Under polarisation, the smart get smarter and everyone else gets dumber; the fit get fitter and everyone else winds up on statins; the hot get hotter and everyone else puts on a bitch face and wears vanity sizes ; the cultured watch Eva Yerbabuana and everyone else watches Strictly Come Dancing; the travel bugs go to Malaysia one year and Uruguay the next while the rest barely leave the house except to go to work (that’s me); the healthy eat steak and broccoli while everyone else eats Mac and Cheese. And so it goes on. (This is not the same as “the rich get richer and the poor get poorer”. That’s been happening since the start of time and has to do with the fact that wealth is a zero-sum game: for you to get rich, you have to take wealth from me. But I don’t get fit at your expense, since you can use the weights after I do. Those sorts of things aren’t zero-sum games.) The others are not worse off because of some conspiracy by the better-off, but because they have chosen to bother less. Some people are content to accept out loud that they have made this trade-off, but others don’t want to accept responsibility, and invent any number of conspiracy theories ("The Patriarchy”, “Colonial Oppression”) to explain why it is someone else’s fault.

It so happens that in the last few decades we have seen changes in the nature of work, entertainment, learning, food and exercise, that have produced a lot of polarisation. Hot women are hotter than they ever used to be, but the rest are barely even attractive. People who exercise are, by the standards of the 1960’s, absurdly fit and healthy, but the rest are physical basket-cases. The Internet has made it possible to wallow in junk culture, or to read books that even in the 1980’s could not be found outside an academic library or Foyles: but most people watch dumbed-down TV documentaries, if they even do that. Smart people have laptops and software that let them express and expand those smarts way beyond anything they could have done in the 1960’s. People with good taste have an incredibly wide range of culture in which to apply that taste, while people with no taste have endless opportunities to demonstrate their cultural klutz.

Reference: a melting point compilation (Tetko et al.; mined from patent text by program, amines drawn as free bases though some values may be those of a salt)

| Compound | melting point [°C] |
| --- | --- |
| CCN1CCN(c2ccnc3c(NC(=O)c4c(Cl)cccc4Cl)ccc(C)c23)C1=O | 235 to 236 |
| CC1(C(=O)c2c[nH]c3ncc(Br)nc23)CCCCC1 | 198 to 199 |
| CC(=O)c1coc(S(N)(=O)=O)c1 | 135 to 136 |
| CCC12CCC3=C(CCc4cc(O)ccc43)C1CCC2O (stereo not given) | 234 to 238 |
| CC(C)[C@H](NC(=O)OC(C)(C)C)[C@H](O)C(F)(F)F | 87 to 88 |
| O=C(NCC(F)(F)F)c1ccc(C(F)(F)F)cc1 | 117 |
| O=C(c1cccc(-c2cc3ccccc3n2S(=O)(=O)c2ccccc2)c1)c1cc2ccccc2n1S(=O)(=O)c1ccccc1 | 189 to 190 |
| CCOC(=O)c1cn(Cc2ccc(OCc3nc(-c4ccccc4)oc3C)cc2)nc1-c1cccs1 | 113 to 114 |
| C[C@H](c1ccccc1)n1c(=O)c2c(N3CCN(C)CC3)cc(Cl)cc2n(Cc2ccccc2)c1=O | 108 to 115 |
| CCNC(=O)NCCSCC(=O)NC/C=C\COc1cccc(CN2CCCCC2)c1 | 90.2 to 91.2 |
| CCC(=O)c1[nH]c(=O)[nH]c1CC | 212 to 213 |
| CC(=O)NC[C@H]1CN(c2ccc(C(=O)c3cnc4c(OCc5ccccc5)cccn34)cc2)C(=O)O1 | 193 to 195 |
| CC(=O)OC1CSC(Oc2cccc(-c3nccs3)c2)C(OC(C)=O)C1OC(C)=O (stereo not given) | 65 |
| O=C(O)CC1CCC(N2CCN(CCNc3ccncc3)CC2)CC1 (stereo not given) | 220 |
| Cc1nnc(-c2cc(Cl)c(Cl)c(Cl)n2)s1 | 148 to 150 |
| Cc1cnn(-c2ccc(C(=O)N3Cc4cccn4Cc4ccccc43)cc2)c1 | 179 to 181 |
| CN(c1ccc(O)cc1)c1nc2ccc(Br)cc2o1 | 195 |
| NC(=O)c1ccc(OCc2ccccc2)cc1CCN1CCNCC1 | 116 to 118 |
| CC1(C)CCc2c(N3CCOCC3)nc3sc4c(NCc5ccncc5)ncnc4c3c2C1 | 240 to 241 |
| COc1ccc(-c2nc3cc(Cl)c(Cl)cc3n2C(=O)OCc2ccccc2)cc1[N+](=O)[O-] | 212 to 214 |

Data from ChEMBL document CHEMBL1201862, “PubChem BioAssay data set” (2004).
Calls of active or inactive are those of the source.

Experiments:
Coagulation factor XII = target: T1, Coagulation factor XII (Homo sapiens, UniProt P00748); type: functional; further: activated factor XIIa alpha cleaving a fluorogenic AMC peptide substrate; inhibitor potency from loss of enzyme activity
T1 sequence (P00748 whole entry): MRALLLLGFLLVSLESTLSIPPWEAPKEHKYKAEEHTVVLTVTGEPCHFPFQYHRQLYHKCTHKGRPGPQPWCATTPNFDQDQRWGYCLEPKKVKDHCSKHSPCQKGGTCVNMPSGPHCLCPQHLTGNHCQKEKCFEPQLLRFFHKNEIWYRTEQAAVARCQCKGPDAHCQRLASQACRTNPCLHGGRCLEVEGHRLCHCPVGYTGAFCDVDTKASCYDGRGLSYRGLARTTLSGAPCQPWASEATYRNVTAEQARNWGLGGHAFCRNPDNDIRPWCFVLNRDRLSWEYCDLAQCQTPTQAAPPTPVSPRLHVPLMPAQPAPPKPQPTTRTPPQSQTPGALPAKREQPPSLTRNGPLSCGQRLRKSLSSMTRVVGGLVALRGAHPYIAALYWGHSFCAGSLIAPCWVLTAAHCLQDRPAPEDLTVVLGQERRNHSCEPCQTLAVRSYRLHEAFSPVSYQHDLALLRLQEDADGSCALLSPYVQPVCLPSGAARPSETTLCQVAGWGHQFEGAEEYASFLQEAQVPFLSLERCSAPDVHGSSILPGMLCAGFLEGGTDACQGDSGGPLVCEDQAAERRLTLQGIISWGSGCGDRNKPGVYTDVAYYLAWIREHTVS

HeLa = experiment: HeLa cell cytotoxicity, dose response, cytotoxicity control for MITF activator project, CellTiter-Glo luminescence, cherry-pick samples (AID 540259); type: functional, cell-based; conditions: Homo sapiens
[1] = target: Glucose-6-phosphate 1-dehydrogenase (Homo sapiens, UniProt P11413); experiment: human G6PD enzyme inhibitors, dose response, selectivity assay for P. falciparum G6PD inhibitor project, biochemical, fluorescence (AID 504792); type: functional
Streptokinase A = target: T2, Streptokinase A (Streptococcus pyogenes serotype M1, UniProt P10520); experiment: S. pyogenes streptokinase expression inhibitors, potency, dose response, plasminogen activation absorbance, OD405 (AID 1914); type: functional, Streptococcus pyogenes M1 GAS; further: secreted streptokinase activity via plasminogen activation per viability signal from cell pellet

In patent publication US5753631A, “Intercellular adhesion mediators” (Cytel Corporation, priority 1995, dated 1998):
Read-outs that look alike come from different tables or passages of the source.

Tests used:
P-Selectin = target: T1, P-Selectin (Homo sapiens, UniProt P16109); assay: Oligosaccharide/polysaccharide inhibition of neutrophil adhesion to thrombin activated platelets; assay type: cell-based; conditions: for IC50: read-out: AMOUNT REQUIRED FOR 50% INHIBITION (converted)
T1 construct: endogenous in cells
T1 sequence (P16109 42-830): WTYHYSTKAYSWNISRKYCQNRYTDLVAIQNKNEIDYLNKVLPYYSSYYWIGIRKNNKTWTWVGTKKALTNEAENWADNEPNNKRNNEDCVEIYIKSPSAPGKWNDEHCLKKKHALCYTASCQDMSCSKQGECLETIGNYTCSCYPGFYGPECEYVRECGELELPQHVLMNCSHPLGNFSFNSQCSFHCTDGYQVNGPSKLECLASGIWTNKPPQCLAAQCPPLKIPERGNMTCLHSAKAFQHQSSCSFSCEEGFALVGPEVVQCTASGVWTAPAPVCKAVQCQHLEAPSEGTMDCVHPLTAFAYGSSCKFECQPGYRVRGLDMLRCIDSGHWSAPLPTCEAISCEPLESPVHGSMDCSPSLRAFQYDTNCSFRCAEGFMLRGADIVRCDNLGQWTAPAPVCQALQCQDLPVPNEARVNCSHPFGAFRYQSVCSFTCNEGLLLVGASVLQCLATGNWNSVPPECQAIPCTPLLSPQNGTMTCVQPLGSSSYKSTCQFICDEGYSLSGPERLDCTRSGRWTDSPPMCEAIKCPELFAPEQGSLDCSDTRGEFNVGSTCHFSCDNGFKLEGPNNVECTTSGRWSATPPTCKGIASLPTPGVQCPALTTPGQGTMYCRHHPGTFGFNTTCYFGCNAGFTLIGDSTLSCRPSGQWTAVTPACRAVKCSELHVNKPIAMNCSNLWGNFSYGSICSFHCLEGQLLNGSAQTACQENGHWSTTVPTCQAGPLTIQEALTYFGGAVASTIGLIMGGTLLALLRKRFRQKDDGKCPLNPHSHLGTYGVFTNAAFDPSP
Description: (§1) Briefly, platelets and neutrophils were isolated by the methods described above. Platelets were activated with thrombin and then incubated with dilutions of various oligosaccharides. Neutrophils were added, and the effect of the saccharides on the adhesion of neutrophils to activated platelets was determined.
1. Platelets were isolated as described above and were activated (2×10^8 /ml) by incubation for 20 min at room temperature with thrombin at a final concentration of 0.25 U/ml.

Although there are more smart people, they tend to congregate in the industries where their smarts are appreciated and rewarded: so they actively avoid the public sector, whereas in the mid-20th century, public service attracted smart people. There are more hot girls, and the contrast between them and regular women gets harsher, with the obvious effect on men’s enthusiasm for all things provisioning and commitment. There are more men who are in shape, and therefore less willing to settle for regular girls who can’t be bothered even with Pilates. The only people who notice the ill effects of polarisation are the people on the right-hand side of the curve: regular people don’t notice a thing, and the ones on the left-hand bump have a feeling that somehow they are utterly superfluous to the functioning of, well, anything, and that nobody would miss them if they vanished overnight. (That’s where third-wave feminism comes from: it’s a screeching demand that the world change to make them relevant so they don’t have to do any work themselves.)

Regular people will carry on leading mainstream lives: but they will be less healthy, less fit, less smart, less cultured, less everything, than before. They won’t notice that because they have no point of comparison except the unattainable standards of the people who put the work in. (This is one reason why governments publish health and dietary advice that is worthless at best and actually harmful at worst. They are trying to say something that will be useful to people who didn’t put the work in and are not going to start now.)

That has repercussions for the health service, the quality of your local government, the quality of the teaching your children get, the quality of customer service you get, and a ton of other stuff. Supported by good systems, even novices and advanced beginners can deliver a reasonable service. The problems start when the organisations need to change those systems to adapt to changing legislation, customer needs and suppliers. They have no internal problem-solving expertise to draw on, and some organisations don’t even have people good enough to spot bad advice from expensive consultants. Take one look at the NHS to see where that goes.

Polarisation matters, and as long as you stay on the right side of it, you're okay. You don't have to be good at everything, but you do have to resist the temptation to slide from acceptable, and so be a little better at a lot of things than most. It's not that hard.

You'll just have to stop flicking through Facebook and read a proper book instead.